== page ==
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Take the Icelandic Pledge

This summer Iceland is leading the way on responsible tourism with a unique online pledge for tourists.
‘The Icelandic Pledge’ is an online agreement that invites travelers to sign up to be a responsible tourist when visiting the country this Summer. 

get to know Iceland

History and Heritage

The country was settled by Norsemen from Scandinavia and Celts from the British Isles in the 9th and 10th centuries, who established the world's first parliament.

Geography

Iceland was formed around 25 million years ago, which makes it one of the youngest landmasses on the planet. Learn more about Icelandic geography and geology here.

Safe Travel

Iceland is one of the safest countries in the world. Crime rate is extremely low and medical care is excellent. However, it is necessary to take precaution when travelling in Iceland due to natural hazards caused by weather and nature, where conditions can change at a moments notice.

Volcanoes

Volcanic activity is a fact of life in Iceland, where people have learned to live with both its drawbacks, and considerable advantages, such as geothermal energy and dramatic natural environment.

People and Language

Iceland was the last country to be settled in Europe, when emigrants from Scandinavia and the British Isles first came to live on the island in the ninth and tenth century. It remains the most sparsely populated country of the continent with less than three inhabitants per square kilometer.

Practical Info

Need information on what to wear? Visa regulations or driving conditions?

explore the regions of Iceland

East

The east coast of Iceland is home to the country's largest forest, lush farmlands and a range of small fjords and islands. Thanks to the East's many natural harbors, a variety of fishing villages and small seaside communities border the coast.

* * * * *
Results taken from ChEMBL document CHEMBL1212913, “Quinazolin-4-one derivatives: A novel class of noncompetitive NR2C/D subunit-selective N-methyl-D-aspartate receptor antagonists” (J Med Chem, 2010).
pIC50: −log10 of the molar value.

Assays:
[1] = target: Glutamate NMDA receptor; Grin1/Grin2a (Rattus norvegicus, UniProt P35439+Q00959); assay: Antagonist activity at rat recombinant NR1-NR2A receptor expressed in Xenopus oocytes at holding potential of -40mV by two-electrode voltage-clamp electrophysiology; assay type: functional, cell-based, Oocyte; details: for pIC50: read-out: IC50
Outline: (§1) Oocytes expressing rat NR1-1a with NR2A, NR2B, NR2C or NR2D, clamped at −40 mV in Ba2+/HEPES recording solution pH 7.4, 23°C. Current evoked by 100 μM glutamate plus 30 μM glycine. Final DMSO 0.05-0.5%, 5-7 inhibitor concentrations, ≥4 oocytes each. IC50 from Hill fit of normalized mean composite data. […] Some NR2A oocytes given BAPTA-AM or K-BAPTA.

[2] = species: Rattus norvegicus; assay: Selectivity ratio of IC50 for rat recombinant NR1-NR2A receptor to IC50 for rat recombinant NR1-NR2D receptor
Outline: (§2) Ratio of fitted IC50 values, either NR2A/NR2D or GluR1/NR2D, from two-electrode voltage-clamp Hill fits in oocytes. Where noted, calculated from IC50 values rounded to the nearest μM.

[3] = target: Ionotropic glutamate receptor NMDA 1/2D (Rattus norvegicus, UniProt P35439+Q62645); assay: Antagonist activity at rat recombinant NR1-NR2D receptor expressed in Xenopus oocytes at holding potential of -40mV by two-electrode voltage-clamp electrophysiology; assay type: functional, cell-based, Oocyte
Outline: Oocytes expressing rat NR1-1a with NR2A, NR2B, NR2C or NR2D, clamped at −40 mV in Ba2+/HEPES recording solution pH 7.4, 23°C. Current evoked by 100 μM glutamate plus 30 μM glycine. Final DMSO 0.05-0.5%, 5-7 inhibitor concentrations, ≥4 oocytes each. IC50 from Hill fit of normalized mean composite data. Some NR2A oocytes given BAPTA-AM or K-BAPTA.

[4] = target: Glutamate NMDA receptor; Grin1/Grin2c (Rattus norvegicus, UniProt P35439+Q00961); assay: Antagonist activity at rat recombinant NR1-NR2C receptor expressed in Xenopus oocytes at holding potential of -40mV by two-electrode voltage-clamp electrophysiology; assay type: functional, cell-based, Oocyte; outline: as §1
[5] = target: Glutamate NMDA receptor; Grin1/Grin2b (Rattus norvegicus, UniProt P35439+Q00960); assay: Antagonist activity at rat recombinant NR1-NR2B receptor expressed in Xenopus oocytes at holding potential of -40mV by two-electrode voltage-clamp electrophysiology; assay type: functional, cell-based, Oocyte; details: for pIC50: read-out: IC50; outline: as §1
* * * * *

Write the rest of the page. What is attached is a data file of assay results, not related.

West

West Iceland is one of Iceland's most geologically diverse regions. Its natural wonders are a nearly exhaustive sampling of all that Iceland has to offer, ranging from slumbering volcanos and majestic waterfalls to a variety of flora and wildlife.

Westfjords

One of Iceland's best kept secrets is undoubtedly the country's north-west corner, usually known as the Westfjords. Isolation has preserved the region in relatively unspoiled wilderness.

South

Iceland's south coast is home to some of the country's most visited tourist attractions. The coastline itself is renowned for its beauty, and the towns along the coast are famous for their fresh seafood.

North

The north of Iceland truly is a land of contrasts. Its long valleys and peninsulas are interspersed with mountains, lava fields and smooth hills carved out by rivers.

Reykjavik

With a population of 120,000, Reykjavík is not a whirlwind metropolis. Few skyscrapers grace the skyline, traffic jams are rare and faces are familiar. But don't be deceived—a steady beat of energy and events keeps the city alive and pulsing with excitement.

Reykjanes

The Reykjanes Peninsula is a geothermal wonder, where lighthouses outnumber villages. Besides hosting the Keflavík International Airport and, just a few minutes away, the spectacular Blue Lagoon, the Reykjanes Peninsula is a destination in its own right.

Highlands

For centuries, the interior of Iceland was virtually inaccessible, for years at a time playing host only to outlaws in hiding. Via the mountain roads Kjölur and Sprengisandur, the untouched wilderness of Iceland's mountainous centre is now open to the general public—for cautious exploration by foot or 4x4 vehicles—in the summer months.

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